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Semiclassical Treatments and Information Theory
 Pp. 256282 (27)Flavia Pennini, Angelo Plastino and Gustavo Luis FerriPDF Price: $15
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Statistical Complexity of Chaotic Pseudorandom Number Generators
 Pp. 283308 (26)Hilda A. Larrondo, Luciana De Micco, Claudio M. Gonzalez, Angelo Plastino and Osvaldo A. RossoPDF Price: $15
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Analysis of an EL NinoSouthern Oscillation proxy record using Information Theory quantifiers
 Pp. 309340 (32)Laura C. Carpi, Patricia M. Saco, Alejandra Figliola, Eduardo Serrano and Osvaldo A. RossoPDF Price: $15
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Erythrocytes Viscoelasticity Under the lens of Wavelet–Information Theory Quantifiers
 Pp. 341374 (34)Ana Maria Korol, Maria Teresa Martin, Bibiana Riquelme, Mabel D’Arrigo and Osvaldo A. RossoPDF Price: $15
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InformationTheoretic Analysis of the Role of Correlations in Neural Spike Trains
 Pp. 375407 (33)Fernando Montani and Simon R. SchultzPDF Price: $15
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Index
 Pp. 408414 (7)Andres M. Kowalski, Raul D. Rossignoli and Evaldo M. F. Curado
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Foreword
Foreword by Nobre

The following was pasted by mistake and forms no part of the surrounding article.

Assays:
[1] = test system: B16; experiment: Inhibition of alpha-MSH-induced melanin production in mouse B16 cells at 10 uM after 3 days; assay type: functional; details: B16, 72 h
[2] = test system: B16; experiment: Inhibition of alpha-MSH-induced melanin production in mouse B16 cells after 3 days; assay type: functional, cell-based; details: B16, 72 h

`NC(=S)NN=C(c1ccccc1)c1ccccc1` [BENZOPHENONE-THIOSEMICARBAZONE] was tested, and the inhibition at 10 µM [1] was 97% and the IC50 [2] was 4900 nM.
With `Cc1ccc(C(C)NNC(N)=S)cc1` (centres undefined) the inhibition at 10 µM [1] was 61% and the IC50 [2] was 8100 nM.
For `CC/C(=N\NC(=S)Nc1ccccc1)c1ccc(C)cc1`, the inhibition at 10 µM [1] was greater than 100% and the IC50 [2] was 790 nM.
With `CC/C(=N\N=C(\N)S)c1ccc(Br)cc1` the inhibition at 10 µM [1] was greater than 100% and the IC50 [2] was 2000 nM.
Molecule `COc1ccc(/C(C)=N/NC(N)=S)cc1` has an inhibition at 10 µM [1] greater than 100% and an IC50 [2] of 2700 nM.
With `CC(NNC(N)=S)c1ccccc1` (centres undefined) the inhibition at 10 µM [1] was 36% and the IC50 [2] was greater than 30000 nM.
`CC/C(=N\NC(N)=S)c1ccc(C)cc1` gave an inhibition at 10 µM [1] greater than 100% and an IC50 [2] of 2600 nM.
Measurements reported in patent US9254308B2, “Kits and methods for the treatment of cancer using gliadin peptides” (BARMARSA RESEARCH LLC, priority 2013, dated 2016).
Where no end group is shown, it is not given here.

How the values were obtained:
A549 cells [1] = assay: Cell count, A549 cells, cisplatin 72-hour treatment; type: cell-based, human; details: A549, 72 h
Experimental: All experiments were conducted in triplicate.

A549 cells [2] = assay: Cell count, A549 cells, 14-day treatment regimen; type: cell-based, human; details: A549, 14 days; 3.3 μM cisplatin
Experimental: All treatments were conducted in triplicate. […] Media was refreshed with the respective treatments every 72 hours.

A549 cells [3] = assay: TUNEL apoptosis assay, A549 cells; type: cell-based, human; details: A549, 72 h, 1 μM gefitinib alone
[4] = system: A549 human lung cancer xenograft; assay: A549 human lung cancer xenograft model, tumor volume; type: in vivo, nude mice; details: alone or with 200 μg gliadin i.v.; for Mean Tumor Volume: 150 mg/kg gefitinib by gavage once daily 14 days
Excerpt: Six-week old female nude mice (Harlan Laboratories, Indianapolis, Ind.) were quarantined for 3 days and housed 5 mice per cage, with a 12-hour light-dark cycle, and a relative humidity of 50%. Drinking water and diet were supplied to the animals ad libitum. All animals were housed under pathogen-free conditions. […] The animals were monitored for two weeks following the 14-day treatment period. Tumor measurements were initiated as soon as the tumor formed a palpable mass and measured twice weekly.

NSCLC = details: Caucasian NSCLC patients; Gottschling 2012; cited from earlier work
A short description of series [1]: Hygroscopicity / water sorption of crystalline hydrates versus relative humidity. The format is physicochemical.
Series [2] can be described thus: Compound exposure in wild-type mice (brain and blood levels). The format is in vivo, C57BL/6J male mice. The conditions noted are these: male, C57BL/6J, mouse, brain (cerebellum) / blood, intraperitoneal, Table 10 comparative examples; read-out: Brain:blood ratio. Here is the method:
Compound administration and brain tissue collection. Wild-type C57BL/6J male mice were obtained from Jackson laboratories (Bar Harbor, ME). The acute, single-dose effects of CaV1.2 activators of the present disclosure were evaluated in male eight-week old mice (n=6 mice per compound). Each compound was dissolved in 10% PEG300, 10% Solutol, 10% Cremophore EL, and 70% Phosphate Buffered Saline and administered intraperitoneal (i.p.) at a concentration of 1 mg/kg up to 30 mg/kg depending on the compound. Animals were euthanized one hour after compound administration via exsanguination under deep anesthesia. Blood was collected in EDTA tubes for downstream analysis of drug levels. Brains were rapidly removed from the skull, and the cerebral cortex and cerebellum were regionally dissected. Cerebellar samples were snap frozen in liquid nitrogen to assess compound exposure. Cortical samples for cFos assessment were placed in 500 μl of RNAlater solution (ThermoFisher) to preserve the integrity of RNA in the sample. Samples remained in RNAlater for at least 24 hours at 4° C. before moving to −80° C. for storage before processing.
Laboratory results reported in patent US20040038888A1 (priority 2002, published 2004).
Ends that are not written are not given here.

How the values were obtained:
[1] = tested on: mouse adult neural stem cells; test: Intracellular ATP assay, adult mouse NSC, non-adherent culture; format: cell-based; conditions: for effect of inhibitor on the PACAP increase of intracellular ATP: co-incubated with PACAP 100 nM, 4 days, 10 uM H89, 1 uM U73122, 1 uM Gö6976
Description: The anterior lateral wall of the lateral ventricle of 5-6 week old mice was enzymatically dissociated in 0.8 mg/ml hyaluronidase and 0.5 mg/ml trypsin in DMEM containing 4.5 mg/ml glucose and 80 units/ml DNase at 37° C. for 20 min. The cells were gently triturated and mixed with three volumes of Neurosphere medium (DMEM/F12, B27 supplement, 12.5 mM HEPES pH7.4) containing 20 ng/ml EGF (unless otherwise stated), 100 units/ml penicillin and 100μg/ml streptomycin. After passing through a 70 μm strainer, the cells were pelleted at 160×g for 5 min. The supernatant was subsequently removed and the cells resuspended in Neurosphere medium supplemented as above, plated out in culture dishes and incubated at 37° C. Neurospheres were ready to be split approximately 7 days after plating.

The concept of entropy appears in many areas of knowledge, like thermodynamics, statistical mechanics, information theory, biology, economy, and human sciences. From the historical point of view, it was introduced in 1865 by Rudolf Clausius through an elegant formulation of the second law of thermodynamics. A nice historical review of how the concept of entropy emerged in physics is presented in Chapter 1, written by the editors of this book. According to the second law, the total entropy of an isolated system can never decrease in thermodynamical transformations, and particularly in the case of irreversible transformations, it always increases. Since most natural processes are irreversible, entropy has been associated with the “arrow of time”. Some years later (1872), Ludwig Boltzmann wrote down an equation (known as Boltzmann equation) to describe the evolution of the singleparticle distribution of a rarefied gas. Considering this distribution, he defined a quantity H and proved the famous Htheorem, by showing that H always decreases in time. Boltzmann realized that for a perfect gas in equilibrium, the quantity H was related to Clausius’ entropy S (apart from a minus sign and some multiplicative constants). This identification led to the definition of statistical entropy, i.e., the entropy defined in terms of a probability distribution, P(x̄, t), associated with the occurrence of a given physical quantity x̄ (in the case of gases x̄ may represent the position, the velocity, or both position and velocity, of a molecule) at a time t. Moreover, the Htheorem yielded a microscopic interpretation of the second law of thermodynamics.